Tuesday, 28 June 2011

A Miliband takes an effective line...

Was flicking through Hansard and noticed Miliband managing to attack the Government, while not betraying his progressive politics – David that is.

"It is nice to be able to speak in the House in full and enthusiastic support of the manifesto on which I was elected, and consistent with my previous votes in the House for 100% election and 80% election to the Lords, in 2003 and 2007. I look forward to getting the chance to vote on the matter again.

"I wish first to dispose of three very bad arguments against proceeding towards an elected House. The first is that we need to sort out the functions of the House of Lords before doing so. The truth is that there is agreement on that point. The House of Lords is a revising Chamber not equal to the House of Commons, prevented by statute from pre-empting the supremacy of this House and established by law and by practice to persuade and restrain this House.

"The second argument is that the public have got other things on their mind. The idea that the Government have a bad economic policy or health policy because they are distracted by House of Lords reform is frankly risible. We are elected to this place to debate the big issues of the time, and I do not believe that it is sufficient to say that this is not people’s main preoccupation.

"The third bad argument is by far the most tempting. It is: because the Deputy Prime Minister is in favour an elected House, is sponsoring the debate and will sponsor the Bill, it must be a bad idea. That view has many supporters in both main parties, as we will discover, and one can see the force of the point.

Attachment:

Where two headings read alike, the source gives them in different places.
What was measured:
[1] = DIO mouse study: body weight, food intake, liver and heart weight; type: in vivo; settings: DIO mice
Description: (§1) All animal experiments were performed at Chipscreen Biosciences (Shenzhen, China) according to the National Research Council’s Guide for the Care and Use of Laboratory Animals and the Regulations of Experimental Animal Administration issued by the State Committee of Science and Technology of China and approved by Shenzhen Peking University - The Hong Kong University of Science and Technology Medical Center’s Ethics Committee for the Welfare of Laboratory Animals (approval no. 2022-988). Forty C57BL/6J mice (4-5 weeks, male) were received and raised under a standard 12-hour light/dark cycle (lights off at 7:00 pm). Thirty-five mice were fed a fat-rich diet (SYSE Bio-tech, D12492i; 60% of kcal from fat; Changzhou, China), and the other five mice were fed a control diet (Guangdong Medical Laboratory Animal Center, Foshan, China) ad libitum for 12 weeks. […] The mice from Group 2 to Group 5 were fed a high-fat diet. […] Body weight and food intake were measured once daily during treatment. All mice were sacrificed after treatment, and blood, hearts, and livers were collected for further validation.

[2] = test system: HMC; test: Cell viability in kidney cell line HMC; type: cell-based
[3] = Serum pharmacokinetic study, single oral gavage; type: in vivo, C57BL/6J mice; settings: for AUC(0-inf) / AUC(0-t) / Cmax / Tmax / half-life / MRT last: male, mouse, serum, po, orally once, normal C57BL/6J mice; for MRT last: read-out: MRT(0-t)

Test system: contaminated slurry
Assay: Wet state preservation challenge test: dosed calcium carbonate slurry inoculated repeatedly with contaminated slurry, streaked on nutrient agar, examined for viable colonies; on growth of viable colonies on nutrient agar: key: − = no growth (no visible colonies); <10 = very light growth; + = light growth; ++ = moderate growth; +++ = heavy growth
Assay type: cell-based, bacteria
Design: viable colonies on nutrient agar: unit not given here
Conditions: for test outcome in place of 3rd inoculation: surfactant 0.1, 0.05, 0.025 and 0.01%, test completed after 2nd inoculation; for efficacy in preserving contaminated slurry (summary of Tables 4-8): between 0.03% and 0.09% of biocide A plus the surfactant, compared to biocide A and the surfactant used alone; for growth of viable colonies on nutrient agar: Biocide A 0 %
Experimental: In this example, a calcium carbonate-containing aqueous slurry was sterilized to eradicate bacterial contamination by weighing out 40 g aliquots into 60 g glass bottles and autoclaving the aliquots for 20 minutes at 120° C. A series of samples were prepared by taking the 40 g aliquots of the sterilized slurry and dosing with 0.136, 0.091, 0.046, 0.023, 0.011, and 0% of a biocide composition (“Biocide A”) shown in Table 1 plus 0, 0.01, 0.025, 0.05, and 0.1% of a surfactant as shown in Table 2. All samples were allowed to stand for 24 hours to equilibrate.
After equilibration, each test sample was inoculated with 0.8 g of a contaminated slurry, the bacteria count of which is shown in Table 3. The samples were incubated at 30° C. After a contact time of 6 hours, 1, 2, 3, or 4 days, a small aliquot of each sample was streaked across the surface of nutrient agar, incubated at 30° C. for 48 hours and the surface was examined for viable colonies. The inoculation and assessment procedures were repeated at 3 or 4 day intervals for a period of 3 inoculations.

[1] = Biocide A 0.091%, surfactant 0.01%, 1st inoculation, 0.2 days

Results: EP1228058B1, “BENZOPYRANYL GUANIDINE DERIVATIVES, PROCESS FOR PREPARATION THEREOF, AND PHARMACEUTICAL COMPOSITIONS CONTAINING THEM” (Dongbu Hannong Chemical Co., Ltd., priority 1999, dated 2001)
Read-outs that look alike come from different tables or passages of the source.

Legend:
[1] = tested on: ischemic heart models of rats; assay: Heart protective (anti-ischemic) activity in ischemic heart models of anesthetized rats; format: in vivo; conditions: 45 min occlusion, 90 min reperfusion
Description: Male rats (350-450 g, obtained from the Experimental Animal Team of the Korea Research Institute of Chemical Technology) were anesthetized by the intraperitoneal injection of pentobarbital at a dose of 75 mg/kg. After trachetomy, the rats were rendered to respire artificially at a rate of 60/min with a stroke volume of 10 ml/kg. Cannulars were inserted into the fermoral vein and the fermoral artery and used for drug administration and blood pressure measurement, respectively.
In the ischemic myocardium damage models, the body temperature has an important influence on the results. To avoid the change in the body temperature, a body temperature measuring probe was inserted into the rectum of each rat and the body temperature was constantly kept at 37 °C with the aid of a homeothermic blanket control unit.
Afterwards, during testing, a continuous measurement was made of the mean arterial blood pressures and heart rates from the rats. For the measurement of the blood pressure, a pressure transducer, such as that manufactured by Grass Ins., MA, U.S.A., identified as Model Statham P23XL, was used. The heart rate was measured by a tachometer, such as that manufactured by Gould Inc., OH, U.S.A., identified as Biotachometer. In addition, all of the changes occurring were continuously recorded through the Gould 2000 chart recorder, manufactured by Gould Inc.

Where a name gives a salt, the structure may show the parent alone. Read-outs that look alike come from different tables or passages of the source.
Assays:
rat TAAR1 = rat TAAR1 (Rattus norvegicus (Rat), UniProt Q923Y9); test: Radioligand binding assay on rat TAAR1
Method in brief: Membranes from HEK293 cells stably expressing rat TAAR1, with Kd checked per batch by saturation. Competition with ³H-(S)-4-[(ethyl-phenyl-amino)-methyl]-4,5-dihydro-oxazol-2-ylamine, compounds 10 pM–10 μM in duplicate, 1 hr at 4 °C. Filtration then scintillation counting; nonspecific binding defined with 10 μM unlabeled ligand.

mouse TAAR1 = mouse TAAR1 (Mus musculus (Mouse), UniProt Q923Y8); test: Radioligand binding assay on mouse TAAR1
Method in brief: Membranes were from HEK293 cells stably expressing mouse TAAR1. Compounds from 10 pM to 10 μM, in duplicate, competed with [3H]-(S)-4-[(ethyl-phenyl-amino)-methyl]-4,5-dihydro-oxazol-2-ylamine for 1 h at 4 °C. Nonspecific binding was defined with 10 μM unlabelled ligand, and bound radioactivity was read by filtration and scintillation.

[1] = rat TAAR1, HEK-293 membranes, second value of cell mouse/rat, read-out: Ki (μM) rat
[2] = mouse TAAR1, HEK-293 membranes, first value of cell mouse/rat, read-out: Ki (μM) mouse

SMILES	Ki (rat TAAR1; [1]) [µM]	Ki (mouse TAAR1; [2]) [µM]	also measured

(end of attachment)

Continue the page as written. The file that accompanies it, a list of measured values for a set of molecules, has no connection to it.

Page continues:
"When the right hon. Gentleman said before the election that he wanted to unite the nation, he could scarcely have imagined that people of all shades of opinion would come together so quickly to agree that he is not a very lovable rogue. However, although that is a tempting argument, I hope that my colleagues, especially Labour colleagues, will not fall for it. The right hon. Gentleman needs no help from either of the two so-called main parties to administer his fate, and there is a much bigger game here than the temptation to kick a man when he is down. The roadblock to reform is not, in this case, the right hon. Gentleman, but the Government’s puppetmaster, the Prime Minister. We should not be diverted by the temptation of kicking smaller fry."

2 comments:

tris said...

All true. It's a pity he comes over as such a smug self satisfied right winger. He can be quite perceptive.

Anonymous said...

It's true. But when will ppl get bored of saying we picked the wrong borther. It happened, end of.

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